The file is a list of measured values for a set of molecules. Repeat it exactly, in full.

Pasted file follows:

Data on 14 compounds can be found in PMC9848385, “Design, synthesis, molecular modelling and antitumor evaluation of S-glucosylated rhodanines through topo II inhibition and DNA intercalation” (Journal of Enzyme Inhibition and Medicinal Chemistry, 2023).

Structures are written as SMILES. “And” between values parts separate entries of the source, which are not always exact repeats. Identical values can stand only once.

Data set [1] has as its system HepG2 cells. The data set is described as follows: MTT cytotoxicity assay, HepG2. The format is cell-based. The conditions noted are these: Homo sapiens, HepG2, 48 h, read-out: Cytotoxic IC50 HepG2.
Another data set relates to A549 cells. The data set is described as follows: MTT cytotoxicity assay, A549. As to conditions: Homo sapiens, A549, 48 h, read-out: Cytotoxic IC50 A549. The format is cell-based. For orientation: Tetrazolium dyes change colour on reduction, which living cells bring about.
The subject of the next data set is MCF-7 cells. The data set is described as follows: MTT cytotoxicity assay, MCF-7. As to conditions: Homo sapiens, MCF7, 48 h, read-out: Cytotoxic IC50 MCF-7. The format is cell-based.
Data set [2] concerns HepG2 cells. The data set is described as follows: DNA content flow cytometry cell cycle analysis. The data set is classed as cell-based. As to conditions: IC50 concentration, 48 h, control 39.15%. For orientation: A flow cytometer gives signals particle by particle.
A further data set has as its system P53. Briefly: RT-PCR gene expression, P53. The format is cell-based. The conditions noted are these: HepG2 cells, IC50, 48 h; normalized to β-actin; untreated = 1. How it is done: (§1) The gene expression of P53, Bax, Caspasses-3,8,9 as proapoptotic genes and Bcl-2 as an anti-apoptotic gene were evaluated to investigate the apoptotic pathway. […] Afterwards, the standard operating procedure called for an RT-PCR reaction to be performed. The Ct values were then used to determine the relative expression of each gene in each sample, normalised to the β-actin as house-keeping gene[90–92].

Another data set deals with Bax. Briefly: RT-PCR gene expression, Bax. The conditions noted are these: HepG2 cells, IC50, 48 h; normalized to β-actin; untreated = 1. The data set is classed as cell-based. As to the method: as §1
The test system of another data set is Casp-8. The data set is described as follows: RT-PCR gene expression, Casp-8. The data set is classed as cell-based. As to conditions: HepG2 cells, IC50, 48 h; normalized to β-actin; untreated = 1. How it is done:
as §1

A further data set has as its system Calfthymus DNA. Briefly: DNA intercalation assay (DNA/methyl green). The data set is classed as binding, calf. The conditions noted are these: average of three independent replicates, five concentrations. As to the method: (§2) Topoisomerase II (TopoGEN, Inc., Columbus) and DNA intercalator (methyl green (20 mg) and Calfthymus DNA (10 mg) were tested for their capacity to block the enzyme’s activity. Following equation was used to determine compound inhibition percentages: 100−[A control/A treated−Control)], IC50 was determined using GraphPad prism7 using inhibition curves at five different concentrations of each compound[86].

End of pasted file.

Data on 14 compounds can be found in PMC9848385, “Design, synthesis, molecular modelling and antitumor evaluation of S-glucosylated rhodanines through topo II inhibition and DNA intercalation” (Journal of Enzyme Inhibition and Medicinal Chemistry, 2023).

Structures are written as SMILES. “And” between values parts separate entries of the source, which are not always exact repeats. Identical values can stand only once.

Data set [1] has as its system HepG2 cells. The data set is described as follows: MTT cytotoxicity assay, HepG2. The format is cell-based. The conditions noted are these: Homo sapiens, HepG2, 48 h, read-out: Cytotoxic IC50 HepG2.
Another data set relates to A549 cells. The data set is described as follows: MTT cytotoxicity assay, A549. As to conditions: Homo sapiens, A549, 48 h, read-out: Cytotoxic IC50 A549. The format is cell-based. For orientation: Tetrazolium dyes change colour on reduction, which living cells bring about.
The subject of the next data set is MCF-7 cells. The data set is described as follows: MTT cytotoxicity assay, MCF-7. As to conditions: Homo sapiens, MCF7, 48 h, read-out: Cytotoxic IC50 MCF-7. The format is cell-based.
Data set [2] concerns HepG2 cells. The data set is described as follows: DNA content flow cytometry cell cycle analysis. The data set is classed as cell-based. As to conditions: IC50 concentration, 48 h, control 39.15%. For orientation: A flow cytometer gives signals particle by particle.
A further data set has as its system P53. Briefly: RT-PCR gene expression, P53. The format is cell-based. The conditions noted are these: HepG2 cells, IC50, 48 h; normalized to β-actin; untreated = 1. How it is done: (§1) The gene expression of P53, Bax, Caspasses-3,8,9 as proapoptotic genes and Bcl-2 as an anti-apoptotic gene were evaluated to investigate the apoptotic pathway. […] Afterwards, the standard operating procedure called for an RT-PCR reaction to be performed. The Ct values were then used to determine the relative expression of each gene in each sample, normalised to the β-actin as house-keeping gene[90–92].

Another data set deals with Bax. Briefly: RT-PCR gene expression, Bax. The conditions noted are these: HepG2 cells, IC50, 48 h; normalized to β-actin; untreated = 1. The data set is classed as cell-based. As to the method: as §1
The test system of another data set is Casp-8. The data set is described as follows: RT-PCR gene expression, Casp-8. The data set is classed as cell-based. As to conditions: HepG2 cells, IC50, 48 h; normalized to β-actin; untreated = 1. How it is done:
as §1

A further data set has as its system Calfthymus DNA. Briefly: DNA intercalation assay (DNA/methyl green). The data set is classed as binding, calf. The conditions noted are these: average of three independent replicates, five concentrations. As to the method: (§2) Topoisomerase II (TopoGEN, Inc., Columbus) and DNA intercalator (methyl green (20 mg) and Calfthymus DNA (10 mg) were tested for their capacity to block the enzyme’s activity. Following equation was used to determine compound inhibition percentages: 100−[A control/A treated−Control)], IC50 was determined using GraphPad prism7 using inhibition curves at five different concentrations of each compound[86].